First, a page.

We love hearing from you. Email with questions, comments, or complaints. We’ll share our favorites on the air.

Oct 15, 2015
This week, we present first-ever Unorthodox live show, recorded at the Slifka Center at Yale University. Our Jewish guest is Shelly Kagan, Clark Professor of Philosophy at Yale. He talks about his reputation as Tough Grader on Campus, and explains what it means that he’s a non-welfarist consequentialist.
Our guest gentile of the week—who told us he preferred the term “token goy” or “goykin”—is humorist and WNPR radio host Colin McEnroe. He asked the panel why yarmulkes always seem to fall off his head at bar mitzvah services, and, more seriously, why there seem to be certain tripwires within discussions about Israel that, when crossed, trigger accusations of anti-Jewish sentiment.
You can watch Shelly Kagan's Death course at: Listen to the Colin McEnroe Show here:
Oct 8, 2015
This week on Unorthodox, host Mark Oppenheimer and Tablet staffers Stephanie Butnick and Liel Leibovitz discuss Amy Schumer's $8 million book deal, Ralph Lauren stepping down as CEO of his namesake brand, and Mahmoud Abbas's speech at the U.N. General Assembly.
Our Jewish guest is best-selling essayist Sloane Crosley, whose first novel, 'The Clasp,' tells the story of college friends who reunited 10 years later and get swept up in a modern-day treasure hunt across Europe. She tells the panel how a Jewish girl ended up with the name Sloane Crosley and about the transition from essay-writing to fiction.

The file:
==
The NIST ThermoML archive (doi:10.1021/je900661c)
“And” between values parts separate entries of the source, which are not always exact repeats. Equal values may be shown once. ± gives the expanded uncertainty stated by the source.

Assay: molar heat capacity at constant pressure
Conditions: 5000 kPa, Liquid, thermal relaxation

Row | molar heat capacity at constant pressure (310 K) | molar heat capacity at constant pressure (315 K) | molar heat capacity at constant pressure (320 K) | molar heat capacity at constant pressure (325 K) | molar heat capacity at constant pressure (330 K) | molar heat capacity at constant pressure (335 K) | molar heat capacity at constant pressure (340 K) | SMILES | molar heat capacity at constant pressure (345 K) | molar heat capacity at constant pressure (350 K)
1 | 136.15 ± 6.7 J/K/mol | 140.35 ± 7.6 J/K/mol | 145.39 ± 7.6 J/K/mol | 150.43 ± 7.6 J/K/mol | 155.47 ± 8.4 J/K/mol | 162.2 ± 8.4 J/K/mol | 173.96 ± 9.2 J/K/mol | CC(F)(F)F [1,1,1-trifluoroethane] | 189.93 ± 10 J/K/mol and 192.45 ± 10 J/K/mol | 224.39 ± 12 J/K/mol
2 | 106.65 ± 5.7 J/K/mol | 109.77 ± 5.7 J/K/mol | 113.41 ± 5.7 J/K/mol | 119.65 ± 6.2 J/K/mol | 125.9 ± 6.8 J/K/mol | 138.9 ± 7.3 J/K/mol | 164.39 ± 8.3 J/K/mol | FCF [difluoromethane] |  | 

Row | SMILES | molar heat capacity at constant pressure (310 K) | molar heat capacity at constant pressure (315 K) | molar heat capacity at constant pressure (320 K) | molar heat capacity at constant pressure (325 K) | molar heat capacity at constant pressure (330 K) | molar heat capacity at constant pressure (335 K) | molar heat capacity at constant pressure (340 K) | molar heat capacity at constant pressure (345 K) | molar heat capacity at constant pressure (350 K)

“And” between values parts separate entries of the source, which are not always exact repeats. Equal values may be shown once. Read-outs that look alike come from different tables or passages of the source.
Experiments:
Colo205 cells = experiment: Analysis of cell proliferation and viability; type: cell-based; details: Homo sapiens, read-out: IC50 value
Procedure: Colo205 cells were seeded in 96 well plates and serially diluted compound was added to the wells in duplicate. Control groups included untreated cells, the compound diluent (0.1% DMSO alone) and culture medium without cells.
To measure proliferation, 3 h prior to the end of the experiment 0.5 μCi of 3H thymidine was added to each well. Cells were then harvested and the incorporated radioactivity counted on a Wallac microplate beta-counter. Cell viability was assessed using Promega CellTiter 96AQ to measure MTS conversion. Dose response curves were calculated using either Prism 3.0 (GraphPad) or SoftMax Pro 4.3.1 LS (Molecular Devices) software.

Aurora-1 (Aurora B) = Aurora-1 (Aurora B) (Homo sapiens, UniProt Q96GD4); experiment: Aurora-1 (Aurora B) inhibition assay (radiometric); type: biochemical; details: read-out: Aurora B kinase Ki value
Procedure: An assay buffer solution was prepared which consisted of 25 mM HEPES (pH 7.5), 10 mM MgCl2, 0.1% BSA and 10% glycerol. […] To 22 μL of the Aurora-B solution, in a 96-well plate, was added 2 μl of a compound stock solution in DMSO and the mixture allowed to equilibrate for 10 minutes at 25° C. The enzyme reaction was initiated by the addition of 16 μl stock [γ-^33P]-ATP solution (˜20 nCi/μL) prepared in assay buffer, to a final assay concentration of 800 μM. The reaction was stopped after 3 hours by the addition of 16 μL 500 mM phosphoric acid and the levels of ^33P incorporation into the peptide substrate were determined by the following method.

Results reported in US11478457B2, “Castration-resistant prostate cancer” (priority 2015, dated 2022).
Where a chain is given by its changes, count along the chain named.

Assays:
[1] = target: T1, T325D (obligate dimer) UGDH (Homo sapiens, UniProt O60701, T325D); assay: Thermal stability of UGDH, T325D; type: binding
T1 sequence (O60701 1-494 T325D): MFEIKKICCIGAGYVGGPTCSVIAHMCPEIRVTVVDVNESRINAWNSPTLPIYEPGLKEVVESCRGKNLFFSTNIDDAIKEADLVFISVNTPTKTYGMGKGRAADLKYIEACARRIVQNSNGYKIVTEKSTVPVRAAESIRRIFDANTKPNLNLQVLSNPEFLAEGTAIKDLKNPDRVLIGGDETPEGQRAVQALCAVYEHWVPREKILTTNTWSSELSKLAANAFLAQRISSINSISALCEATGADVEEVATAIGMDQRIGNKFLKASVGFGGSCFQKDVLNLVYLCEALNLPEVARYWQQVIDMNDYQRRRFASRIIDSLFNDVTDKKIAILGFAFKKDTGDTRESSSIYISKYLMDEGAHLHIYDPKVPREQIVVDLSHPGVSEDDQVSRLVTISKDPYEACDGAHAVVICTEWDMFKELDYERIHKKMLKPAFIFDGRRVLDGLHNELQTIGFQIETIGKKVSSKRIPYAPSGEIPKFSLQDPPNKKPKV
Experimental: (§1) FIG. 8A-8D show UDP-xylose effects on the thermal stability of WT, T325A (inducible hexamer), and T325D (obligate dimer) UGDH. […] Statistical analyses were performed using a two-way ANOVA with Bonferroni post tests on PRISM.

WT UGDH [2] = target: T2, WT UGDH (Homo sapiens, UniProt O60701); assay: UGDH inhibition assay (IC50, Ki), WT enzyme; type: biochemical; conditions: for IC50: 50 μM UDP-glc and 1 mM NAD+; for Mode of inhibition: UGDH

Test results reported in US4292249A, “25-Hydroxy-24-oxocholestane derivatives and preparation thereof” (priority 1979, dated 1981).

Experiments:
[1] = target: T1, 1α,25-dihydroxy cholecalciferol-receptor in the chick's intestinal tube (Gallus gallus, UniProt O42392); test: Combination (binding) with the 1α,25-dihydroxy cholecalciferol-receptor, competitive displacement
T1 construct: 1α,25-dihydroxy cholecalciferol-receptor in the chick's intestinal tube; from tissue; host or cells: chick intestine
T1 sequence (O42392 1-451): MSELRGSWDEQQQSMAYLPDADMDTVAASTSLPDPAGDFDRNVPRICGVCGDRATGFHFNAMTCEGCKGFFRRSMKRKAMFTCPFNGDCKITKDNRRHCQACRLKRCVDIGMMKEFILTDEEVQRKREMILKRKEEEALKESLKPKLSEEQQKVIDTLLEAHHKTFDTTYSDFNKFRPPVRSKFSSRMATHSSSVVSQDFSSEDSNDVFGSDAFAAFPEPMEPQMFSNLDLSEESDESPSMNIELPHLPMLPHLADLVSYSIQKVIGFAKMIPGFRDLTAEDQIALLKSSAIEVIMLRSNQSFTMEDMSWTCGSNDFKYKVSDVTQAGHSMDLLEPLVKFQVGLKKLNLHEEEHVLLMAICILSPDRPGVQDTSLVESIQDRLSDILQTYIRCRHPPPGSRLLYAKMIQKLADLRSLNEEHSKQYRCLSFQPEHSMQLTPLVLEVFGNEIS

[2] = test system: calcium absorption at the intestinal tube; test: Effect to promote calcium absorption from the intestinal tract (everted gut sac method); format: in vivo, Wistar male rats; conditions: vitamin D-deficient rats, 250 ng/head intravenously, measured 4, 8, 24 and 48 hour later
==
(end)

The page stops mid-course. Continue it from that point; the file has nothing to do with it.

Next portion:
Our non-Jewish guest is New York Times poetry critic David Orr, whose newest book, 'The Road Not Taken,' is about the Robert Frost poem people love—but completely misunderstand. He asks the panel why Jews, who have long been a staple of the literary world, are less present in the field of poetry.
You can get Sloane Crosley's book here:, and David Orr's book here:
For more Unorthodox, visit Email us at
Sep 24, 2015
This week on Unorthodox, host Mark Oppenheimer and Tablet staffers Stephanie Butnick and Liel Leibovitz discuss Ann Coulter's ill-advised tweet during the Republican presidential debate about "f---ing Jews"; the Pope's visit to the U.S.; and a campaign to end the little-known Jewish practice of Kapporos, in which chickens are ritually slaughtered before Yom Kippur. 
Our Jewish guest is defense lawyer and former Harvard Law professor Alan Dershowitz, whose latest book is "Abraham: The World's First (But Certainly Not Last) Jewish Lawyer." He talks about his former research assistant Natalie Portman, and explains why some critics of Israel are bigots while others are not.